Aside from tradition and being 'correct' I can't see it being worth it.

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Old 03-27-2006, 02:26 PM   #5
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Help a brother out, what exactly is "gyle"? Wort?

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Old 03-27-2006, 03:15 PM   #6
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Quote:
Originally Posted by Darth Konvel
Help a brother out, what exactly is "gyle"? Wort?
Yes, preferrably wort from the same batch.

I have only read the word gyle in the Papazian books. Most other books (English and German) usually call it Speise (German word for meal or food).

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Old 03-27-2006, 03:18 PM   #7
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Ah, thanks for the confirmation.

For nick: what styles of brew are you trying this with?

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Old 03-27-2006, 03:36 PM   #8
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Quote:
Originally Posted by Darth Konvel
Ah, thanks for the confirmation.

For nick: what styles of brew are you trying this with?
So far I have done it for my last APA, since I read that one of the breweries that I like is doing this for bottle conditioning there ales.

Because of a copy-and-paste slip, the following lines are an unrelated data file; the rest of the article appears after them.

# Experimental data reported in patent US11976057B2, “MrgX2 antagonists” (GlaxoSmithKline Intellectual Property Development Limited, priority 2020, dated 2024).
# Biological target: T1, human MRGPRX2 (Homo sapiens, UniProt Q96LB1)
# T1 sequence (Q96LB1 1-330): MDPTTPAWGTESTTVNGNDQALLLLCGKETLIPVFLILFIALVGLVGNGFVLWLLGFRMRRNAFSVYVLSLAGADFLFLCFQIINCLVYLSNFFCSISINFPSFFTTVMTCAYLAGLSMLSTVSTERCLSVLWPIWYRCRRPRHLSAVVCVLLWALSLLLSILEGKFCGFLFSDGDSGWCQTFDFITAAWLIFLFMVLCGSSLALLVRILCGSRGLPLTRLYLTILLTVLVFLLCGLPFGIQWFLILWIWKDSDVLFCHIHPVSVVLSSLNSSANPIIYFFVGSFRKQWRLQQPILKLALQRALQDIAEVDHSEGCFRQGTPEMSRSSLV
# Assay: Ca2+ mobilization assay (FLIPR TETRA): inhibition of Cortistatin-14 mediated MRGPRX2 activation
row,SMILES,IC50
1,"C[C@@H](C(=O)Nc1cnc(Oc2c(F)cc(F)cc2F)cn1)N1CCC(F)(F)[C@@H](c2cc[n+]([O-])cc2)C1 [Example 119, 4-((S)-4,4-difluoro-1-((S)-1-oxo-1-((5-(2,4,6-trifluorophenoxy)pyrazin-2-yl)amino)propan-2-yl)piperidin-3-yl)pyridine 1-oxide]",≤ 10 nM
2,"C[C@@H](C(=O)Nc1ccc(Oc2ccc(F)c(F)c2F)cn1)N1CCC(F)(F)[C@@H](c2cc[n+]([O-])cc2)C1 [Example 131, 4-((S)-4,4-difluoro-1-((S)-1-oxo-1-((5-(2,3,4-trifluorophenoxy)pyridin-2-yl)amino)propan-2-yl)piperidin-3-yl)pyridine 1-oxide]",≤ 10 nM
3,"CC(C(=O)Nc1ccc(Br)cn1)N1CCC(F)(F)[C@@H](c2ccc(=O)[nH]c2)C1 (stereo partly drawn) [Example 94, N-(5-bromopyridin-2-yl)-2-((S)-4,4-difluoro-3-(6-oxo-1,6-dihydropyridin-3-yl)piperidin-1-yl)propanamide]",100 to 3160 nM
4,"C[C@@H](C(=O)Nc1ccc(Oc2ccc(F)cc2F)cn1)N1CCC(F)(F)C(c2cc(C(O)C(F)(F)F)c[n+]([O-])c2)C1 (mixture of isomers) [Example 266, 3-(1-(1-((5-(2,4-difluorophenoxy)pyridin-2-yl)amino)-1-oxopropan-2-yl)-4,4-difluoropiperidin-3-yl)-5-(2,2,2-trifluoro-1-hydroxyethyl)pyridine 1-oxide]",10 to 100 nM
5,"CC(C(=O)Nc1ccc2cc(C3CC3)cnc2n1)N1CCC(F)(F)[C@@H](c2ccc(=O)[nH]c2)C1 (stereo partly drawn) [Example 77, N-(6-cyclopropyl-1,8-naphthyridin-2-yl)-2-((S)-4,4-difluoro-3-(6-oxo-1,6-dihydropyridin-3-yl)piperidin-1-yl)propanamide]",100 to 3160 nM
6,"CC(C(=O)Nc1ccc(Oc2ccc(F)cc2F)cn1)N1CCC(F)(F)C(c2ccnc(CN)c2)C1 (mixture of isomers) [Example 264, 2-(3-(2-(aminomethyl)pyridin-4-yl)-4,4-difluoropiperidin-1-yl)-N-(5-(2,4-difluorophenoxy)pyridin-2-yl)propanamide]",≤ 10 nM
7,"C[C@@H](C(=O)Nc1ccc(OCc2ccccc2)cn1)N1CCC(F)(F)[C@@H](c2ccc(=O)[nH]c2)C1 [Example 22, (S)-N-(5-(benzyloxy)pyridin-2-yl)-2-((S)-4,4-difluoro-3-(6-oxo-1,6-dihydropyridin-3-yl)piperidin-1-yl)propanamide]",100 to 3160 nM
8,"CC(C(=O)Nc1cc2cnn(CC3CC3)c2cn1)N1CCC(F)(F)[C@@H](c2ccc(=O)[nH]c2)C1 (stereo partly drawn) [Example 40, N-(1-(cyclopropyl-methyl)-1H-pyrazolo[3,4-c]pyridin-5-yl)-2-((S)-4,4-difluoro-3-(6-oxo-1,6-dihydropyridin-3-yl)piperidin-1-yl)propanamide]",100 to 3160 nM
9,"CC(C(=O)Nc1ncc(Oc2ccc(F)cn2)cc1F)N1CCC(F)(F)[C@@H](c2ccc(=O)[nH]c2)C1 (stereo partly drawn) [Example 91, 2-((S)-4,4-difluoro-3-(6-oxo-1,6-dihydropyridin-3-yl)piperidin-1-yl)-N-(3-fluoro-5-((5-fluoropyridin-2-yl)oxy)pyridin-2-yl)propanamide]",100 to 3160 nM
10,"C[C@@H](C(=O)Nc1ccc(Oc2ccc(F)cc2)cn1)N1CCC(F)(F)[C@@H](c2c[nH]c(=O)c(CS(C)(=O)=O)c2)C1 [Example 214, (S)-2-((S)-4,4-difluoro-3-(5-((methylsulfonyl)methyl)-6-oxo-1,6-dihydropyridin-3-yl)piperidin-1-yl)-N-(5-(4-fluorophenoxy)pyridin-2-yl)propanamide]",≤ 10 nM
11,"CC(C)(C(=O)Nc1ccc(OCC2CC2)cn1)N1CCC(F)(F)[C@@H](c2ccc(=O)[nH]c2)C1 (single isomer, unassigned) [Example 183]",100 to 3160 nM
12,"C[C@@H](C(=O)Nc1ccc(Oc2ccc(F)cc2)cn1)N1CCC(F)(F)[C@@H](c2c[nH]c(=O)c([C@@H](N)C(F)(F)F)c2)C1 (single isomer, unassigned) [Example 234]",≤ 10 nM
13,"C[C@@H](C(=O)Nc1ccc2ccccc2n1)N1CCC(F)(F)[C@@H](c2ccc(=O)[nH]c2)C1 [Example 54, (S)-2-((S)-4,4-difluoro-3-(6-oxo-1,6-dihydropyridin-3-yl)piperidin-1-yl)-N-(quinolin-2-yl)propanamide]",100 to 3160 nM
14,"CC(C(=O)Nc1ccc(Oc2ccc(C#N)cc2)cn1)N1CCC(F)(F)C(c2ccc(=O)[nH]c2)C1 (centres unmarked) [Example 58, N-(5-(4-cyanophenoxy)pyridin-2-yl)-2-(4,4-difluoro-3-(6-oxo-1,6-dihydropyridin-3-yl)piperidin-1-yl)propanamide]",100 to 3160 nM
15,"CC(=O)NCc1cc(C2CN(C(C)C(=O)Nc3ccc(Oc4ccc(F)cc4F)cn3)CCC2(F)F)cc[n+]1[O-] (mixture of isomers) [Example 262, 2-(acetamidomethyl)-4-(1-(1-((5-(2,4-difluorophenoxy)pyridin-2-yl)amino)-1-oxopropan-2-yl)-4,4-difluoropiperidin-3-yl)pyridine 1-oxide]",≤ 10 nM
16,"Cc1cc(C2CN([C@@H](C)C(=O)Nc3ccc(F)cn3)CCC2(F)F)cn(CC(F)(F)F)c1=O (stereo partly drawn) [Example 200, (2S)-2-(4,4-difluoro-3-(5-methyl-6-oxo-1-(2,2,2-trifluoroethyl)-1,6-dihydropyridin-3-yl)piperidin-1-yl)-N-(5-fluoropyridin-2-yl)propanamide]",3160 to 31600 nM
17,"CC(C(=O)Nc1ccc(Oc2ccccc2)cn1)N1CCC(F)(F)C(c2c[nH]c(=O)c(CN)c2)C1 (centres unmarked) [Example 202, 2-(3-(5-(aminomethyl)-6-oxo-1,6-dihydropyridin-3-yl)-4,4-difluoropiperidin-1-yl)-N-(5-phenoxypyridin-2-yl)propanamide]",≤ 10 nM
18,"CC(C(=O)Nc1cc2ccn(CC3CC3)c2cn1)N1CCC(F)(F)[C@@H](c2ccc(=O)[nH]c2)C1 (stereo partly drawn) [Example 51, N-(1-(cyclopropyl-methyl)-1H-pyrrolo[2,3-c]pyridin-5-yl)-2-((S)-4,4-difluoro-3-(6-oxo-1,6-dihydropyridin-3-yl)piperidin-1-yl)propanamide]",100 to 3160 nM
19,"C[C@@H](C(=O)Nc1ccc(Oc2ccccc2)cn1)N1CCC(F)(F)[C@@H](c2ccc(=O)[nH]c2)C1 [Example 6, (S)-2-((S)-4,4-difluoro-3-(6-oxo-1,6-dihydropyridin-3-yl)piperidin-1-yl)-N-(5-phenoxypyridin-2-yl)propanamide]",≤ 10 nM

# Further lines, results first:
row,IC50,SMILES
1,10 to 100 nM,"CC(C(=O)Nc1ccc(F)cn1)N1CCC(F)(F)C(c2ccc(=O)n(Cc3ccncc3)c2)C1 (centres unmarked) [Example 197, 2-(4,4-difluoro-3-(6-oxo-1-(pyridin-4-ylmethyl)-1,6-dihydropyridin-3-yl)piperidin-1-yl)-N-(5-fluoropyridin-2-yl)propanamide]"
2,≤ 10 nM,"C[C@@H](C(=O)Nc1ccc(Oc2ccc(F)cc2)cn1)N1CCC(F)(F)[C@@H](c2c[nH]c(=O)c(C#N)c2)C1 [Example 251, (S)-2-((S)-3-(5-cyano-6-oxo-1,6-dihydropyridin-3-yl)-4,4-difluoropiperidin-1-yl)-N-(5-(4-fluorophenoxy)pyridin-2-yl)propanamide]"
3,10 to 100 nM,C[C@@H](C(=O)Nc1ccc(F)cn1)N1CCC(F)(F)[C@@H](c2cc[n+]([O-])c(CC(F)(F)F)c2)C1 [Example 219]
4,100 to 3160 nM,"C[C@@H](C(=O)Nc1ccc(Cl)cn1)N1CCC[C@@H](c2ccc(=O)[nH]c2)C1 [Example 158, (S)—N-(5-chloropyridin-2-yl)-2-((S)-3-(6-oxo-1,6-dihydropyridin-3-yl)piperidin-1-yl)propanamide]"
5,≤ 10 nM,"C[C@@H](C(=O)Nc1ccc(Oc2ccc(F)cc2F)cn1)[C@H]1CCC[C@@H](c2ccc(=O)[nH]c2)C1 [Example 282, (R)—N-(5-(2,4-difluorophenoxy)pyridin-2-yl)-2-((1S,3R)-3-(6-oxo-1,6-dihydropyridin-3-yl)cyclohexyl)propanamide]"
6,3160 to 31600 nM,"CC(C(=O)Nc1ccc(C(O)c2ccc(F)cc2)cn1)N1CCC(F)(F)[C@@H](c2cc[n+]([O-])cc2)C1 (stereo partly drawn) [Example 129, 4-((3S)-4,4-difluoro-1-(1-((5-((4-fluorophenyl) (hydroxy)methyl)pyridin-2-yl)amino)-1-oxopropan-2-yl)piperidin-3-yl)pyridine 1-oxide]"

I also plan to use this method for Hefe Weizens as I believe that these beers are best when conditioned in a bottle as the amount of yeast will be the same for each serving.

For kegged beer, I may use a mixture of remaining extract and Krauesen. The advantage for Kraeuesn beer is that you introduce fresh health yeast which can help in fermenting all the remaining extract in case the original yeast already gave up on it.

But I'm not sure if it really makes a difference. The literature I read (Noonan, etc.) suggests that it does.

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Old 03-27-2006, 11:35 PM   #9
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thank you all for the replies. I will try this again using a bit of fresh yeast with the glye/spiese. also i will monitor my psi to make sure everything is going well. it happens that im going to keg up my "Hopped up Red" today. I realize the benifits of this teqnique may not be worth the hassle, but hell there something nice about knowing your beer is 100% natural ingredients and has not been put under a lot of pressure!!
nick

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Old 03-28-2006, 12:25 AM   #10
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[QUOTE=Kaiser]I have done it. But not with the equation given in JOHB. My technique involves using more Speise (aka gyle) than necessary and monitoring the pressure build-up in th keg. If I get to much pressure I just bleed off the excess pressure.

WHAT PRESSURE DO YOU SHOOT FOR?


I use an excel sheet that I got from a German web-site for the calculations, but also asked the author of BeerSmit to add this feature to his program. In this I have to enter the SG and expected FG of the Speise.

CAN YOU GIVE ME THE WEB SITE?

THANKS
NICK